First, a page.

Wizibel makes videos for your music, so you don’t have to

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It won't make Thriller, but it's better than nothing.
Photo: Klevgränd

The rumors say that SoundCloud is on its way out. The company is laying off staff, while burning through streaming bandwidth with no real way to make any money. If you’re a musician, this is a big deal, because SoundCloud is where you share music, and where you go to hear other musicians’ music. It’s a mixtape and an audition reel combined.

The smart move is to take your music to YouTube, because a) it’s not going away, b) it’s free, and c) it’s where everyone goes for free music anyway. The problem? You need to make a video. You could always just put a still image up there, but then the kids will get bored and move onto something else. But as a musician, you’d probably rather spend your time making music instead of making movie.

Luckily — surprise surprise — there’s an app for that. It’s called Wizibel, ands it comes from master iOS music-app-maker Klevgränd.

Today in Apple history: iTunes experiments with video downloads

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Morcheeba's "The Antidote" was one of the first music videos available on iTunes.
Photo: Morcheeba

May9 May 9, 2005: Apple quietly begins selling music videos in the iTunes Music Store.

The feature arrives with iTunes 4.8, initially offering bonus content for people purchasing albums through the store. It will take another several months before Apple starts selling individual music videos, along with Pixar short films and a selection of TV shows, for $1.99 a pop.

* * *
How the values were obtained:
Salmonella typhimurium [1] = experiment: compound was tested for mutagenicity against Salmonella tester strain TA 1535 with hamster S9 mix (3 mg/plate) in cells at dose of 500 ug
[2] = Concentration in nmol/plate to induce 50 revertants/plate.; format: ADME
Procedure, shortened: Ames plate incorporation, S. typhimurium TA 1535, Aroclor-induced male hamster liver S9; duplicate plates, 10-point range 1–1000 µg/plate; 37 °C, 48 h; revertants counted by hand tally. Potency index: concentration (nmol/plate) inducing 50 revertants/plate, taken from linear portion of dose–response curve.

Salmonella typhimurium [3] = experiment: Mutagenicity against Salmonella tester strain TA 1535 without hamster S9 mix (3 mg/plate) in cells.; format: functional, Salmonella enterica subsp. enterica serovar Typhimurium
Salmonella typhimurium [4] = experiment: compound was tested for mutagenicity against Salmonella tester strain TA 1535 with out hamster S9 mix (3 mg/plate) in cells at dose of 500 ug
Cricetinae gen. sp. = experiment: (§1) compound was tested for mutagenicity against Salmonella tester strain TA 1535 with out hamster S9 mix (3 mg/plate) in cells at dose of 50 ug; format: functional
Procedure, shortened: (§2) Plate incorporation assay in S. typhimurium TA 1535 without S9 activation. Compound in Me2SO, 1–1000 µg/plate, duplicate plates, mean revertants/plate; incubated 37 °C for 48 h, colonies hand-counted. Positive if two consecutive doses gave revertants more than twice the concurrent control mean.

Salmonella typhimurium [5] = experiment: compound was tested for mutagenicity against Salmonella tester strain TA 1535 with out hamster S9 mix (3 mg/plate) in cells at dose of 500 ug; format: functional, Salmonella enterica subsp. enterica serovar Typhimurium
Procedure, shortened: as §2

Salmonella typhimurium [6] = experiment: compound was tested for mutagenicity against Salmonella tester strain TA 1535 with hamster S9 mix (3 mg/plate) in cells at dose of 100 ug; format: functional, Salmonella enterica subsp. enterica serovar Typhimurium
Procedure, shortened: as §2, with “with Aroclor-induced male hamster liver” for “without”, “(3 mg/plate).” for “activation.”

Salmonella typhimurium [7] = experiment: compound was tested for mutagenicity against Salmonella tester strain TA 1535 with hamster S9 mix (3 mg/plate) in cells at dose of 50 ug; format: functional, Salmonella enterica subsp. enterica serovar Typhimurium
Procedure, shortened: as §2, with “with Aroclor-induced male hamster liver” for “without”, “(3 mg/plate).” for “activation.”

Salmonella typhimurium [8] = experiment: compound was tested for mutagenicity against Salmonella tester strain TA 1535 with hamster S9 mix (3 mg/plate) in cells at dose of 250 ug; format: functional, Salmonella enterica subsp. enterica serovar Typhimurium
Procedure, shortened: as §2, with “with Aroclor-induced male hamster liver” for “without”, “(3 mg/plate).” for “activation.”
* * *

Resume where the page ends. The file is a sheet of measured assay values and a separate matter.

Kitschy Scopitone jukebox brought the jams before MTV

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The Scopitone was a kind of video jukebox that had a brief life in the United States 17 years before music videos were the rage.
The Scopitone was a kind of video jukebox that had a brief life in the United States 17 years before music videos were the rage.
Photo: Walker Art Center

Cable boxes couldn’t be hooked up fast enough in August of 1981. People said I want my MTV.
 
Music videos blew our minds as we watched for hours on end a steady rotation of our favorite rock and pop stars who not only sang their music, but became characters in an elaborate, often hyper-sexualized narrative with a backdrop of visual effects and exotic locations.

But a version of what became the music video craze nearly seduced Americans in the 1960s with the Scopitone, a jukebox topped with a large screen that played short Technicolor films of singers performing on a crazy set that often included bikini-clad dancers.

This Mac Pro-powered OK Go cart makes some awesome videos

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These wires and Mac Pro do some amazing work. Photo: Damian Kulash/Instagram
These wires and Mac Pro do some amazing work. Photo: Damian Kulash/Instagram

Just take a look at that beast above, posted by lead singer and guitarist for nerdtastic rock band OK Go, Damian Kulash. The Instagram photo, captioned “There is a machine that makes OK Go videos. This is that machine.”

Founded in 1998, OK Go consists of Damian Kulash (lead vocals, guitar), Tim Nordwind (bass guitar and vocals), Dan Konopka (drums and percussion) and Andy Ross (guitar, keyboards and vocals). They’re known for their extensive, quirky and technically complex music videos.

Here are a few of those awesome videos, made with the OK Go cart above.

24 Hour Music Videos Could Come To The Apple TV This Week Thanks To Vevo Deal

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Earlier this month, we reported that Vevo, the popular music platform, was in talks with Apple to make its own Apple TV channel a reality. The channel would allow Apple TV owners to access Vevo’s 24-7 music programming, and would be monetized by ads.

Unfortunately, there were no other details, and you know what they say, “A rumor’s not a rumor that doesn’t die.” So let’s kill off this rumor by making it a reality: the Wall Street Journal is now reporting that the Vevo app could launch on the Apple TV as early as this week.

VEVO Updates iOS App With Full AirPlay Support

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